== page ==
Corpse Party Review
The original Corpse Party was released in Japan in 1996 for the PC-9801, and was remade and released 10 years later for Windows as Corpse Party: Blood Covered. It was remade again as Corpse Party: Blood Covered… Repeated Fear, and this is the version we first got in North America, on the PSP, in 2011. It was also released for the 3DS in 2016 as Corpse Party, and is now being released for all major consoles, except the PS5.
There are three direct story sequels, Book of Shadows, Sweet Sachiko’s Hysteric Birthday Bash, and Blood Drive, all of which are available on Steam, as well as an episodic sequel that starts a new story arc, called Corpse Party 2: Dead Patient. But this 2021 release is the classic, most-beloved, OG.
And this OG is a strange little game. I think the best way to describe it would be as a mix of Super Nintendo-style JRPG, and PS1-era survival horror. It’s got beautiful 16-bit-style pixel visuals and a top-down perspective that should appeal to anyone who still thinks of Chrono Trigger, Final Fantasy VI, and A Link to the Past as the height of pleasing visual aesthetics. But Corpse Party has no leveling up, or combat. Gameplay is a mix of long dialogue sequences, and wandering a haunted school, looking for items, and solving simple puzzles. Corpse Party also has the visual novel storytelling aspect of multiple endings. A lot of the fun of playing through Corpse Party is making different choices throughout, and discovering all the different endings for each chapter.
To drive this a-typical gameplay approach, Corpse Party heavily relies on its narrative, and it’s a very good one. Without spoiling anything beyond the beginning of the first chapter, a group of 7 high school students are at their school telling ghost stories at 7pm for some reason, when one of their teachers, and one of their little sisters show up. Because, Japan I guess? One of the 7 students is about to move out of town, so the group of 9 partake in a ceremony where they rip a paper charm into 9 pieces, so they will be together forever. Before they can leave, a massive earthquake happens, and the students find themselves separated and in a dilapidated elementary school that is definitely not their high school.
A Slow Start to a Memorable Tale
This story is actually told much better through its mix of gameplay and cutscenes, than it is during its initial story dump. The narrative takes a while to get going. The long dialogue sequence that begins the game, while scripted well, wasn’t much of a hook to draw me in. This setup just didn’t intrigue me. Once the gameplay got going though, I was all-in.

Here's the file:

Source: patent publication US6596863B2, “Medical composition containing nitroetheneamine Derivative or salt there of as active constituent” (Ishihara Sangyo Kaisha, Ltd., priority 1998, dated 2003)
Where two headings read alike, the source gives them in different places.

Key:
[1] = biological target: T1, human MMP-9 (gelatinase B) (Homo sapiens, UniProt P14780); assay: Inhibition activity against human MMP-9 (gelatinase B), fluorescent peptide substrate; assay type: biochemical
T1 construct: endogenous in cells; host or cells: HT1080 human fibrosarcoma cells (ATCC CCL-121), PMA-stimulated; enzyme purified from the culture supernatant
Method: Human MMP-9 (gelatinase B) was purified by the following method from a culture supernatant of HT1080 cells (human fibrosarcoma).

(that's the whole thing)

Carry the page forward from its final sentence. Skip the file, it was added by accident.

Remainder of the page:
One of the storytelling areas that Corpse Party really excels at is creating memorable moments. Cupboards are full of hair, buckets of pee and rotting meat line the hallways, bloody warnings are clawed into walls, and newspaper clippings describing horrible fates of children litter the floor. Most of the gameplay involves clicking on anything interesting in the environment, but the environment is so interesting that you’ll want to click on everything. Even flavor text is a treat.
The main game consists of 5 chapters that each take about 2 hours, as well as 3 bonus chapters. Corpse Party isn’t the longest game, but it doesn’t overstay its welcome, and it’s certainly worth its bargain price. The only complaints I might have is that it won’t be for everyone. Corpse Party isn’t quite a visual novel, but it’s definitely more of an interactive story than a videogame. Its modern equivalents are games like To the Moon, and Yume Nikki. So if you’re into JRPGs, old school survival horror, or modern narrative-heavy RPG Maker indie games, I highly recommend picking up Corpse Party. I was curious about playing it, and am so happy that I did.
***Switch code provided by publisher***
Excellent blend of story with gameplay
Strong narrative moments
Gorgeous pixel graphics
No immediate narrative hook